Social worker says criminal laws related to HIV need to be updated
ST. LOUIS COUNTY, MO (KTVI) – A prostitute remains behind bars in St. Louis County, charged with exposing her clients to HIV. Information on whether 25 year-old X is being treated for HIV wasn’t readily available from the St.Louis County Prosecutor’s Office.
“Anytime we see a person arrested under these laws, my mind goes to, is the new science being considered, is she undetectable, is Bob McCulloch’s office going to consider this information when he chooses to prosecute her?” wonders Aaron Laxton. He is a social worker who helps prisoners re-enter society. He was diagnosed with HIV in 2011, and since then, has also become an advocate for modernizing criminal laws related to HIV.
Laxton says a suspect’s treatment status shouldn’t be a minor detail in the court of law, because it’s often the difference between transmitting HIV, or not. He cites a study with 34,000 sexual interactions, involving an HIV-positive partner: “Out of those 34,000 sexual interactions, zero of them transmitted the virus. So this really affirms that our medication works. HIV treatment does work, and it has to be considered in these criminalization cases.”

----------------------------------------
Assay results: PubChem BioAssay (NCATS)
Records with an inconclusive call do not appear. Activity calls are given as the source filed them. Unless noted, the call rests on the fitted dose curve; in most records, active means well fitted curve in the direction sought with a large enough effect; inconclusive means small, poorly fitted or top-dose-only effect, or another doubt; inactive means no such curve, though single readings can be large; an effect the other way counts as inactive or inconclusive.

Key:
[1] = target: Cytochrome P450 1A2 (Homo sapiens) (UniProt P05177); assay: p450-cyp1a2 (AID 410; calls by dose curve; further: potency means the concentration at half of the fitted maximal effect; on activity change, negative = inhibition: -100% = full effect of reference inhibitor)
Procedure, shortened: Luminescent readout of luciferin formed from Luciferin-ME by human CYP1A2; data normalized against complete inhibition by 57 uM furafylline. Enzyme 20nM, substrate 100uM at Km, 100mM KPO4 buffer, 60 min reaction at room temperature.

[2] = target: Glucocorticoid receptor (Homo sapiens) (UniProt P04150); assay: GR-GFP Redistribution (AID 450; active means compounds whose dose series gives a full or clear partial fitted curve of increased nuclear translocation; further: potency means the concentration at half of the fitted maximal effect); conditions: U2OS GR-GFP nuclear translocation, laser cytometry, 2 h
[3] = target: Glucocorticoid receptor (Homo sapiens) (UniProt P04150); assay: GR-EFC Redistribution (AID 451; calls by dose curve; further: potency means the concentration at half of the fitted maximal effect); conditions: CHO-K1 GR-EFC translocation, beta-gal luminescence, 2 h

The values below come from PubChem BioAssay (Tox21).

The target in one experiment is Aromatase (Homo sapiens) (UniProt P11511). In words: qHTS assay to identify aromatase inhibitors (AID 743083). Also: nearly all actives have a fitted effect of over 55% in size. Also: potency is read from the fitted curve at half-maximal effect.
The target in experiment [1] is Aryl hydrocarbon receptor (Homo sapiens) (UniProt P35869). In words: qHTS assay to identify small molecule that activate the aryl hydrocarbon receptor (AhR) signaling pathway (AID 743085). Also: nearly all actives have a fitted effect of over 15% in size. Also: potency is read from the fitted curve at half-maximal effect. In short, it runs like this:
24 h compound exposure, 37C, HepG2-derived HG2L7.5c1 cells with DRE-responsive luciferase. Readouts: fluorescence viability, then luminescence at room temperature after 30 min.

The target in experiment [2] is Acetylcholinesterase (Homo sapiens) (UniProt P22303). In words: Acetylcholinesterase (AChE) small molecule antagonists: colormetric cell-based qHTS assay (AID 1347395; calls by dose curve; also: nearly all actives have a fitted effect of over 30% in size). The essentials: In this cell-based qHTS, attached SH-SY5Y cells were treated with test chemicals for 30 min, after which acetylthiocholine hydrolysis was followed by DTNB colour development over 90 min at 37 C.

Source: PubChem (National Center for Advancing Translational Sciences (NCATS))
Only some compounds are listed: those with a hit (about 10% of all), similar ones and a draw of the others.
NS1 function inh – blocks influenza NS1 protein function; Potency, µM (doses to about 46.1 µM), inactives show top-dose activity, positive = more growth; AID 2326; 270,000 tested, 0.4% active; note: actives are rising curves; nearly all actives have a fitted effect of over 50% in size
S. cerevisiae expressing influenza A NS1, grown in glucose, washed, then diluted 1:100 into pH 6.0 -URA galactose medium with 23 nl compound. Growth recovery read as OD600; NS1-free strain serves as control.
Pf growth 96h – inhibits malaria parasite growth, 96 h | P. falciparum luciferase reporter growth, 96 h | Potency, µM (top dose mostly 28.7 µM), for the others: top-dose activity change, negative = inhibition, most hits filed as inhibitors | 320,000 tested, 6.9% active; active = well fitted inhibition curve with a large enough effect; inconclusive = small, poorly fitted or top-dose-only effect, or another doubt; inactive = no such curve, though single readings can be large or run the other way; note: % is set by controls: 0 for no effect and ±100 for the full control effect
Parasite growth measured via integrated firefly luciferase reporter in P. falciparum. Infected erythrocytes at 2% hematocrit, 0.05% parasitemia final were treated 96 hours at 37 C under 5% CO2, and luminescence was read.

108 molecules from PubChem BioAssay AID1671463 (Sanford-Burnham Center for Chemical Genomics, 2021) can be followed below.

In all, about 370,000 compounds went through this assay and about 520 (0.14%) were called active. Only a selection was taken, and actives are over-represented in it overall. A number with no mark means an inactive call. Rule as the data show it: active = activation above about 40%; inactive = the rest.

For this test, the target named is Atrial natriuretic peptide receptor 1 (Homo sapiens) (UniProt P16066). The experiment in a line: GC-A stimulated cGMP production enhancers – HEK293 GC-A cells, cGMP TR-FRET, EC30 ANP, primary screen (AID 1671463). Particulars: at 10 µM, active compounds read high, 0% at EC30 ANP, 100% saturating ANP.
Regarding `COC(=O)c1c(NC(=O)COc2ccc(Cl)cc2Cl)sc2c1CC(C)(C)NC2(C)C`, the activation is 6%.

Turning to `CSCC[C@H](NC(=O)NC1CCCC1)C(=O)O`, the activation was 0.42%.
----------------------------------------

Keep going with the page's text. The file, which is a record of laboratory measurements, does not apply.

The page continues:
Laxton says many HIV and AIDS laws were created in the 1980s, when knowledge about the virus was limited. He explains, “We now know that it’s not transmitted by saliva; however, Missouri law says if you spit at someone, and are living with HIV, then that’s a felony.”
The Department of Justice agrees. This summer, the department released a guide to reforming HIV-specific criminal laws. The DOJ’s release states, “Many of these state laws criminalize behaviors that the CDC regards as posing either no risk or negligible risk for HIV transmission even in the absence of risk reduction measures.”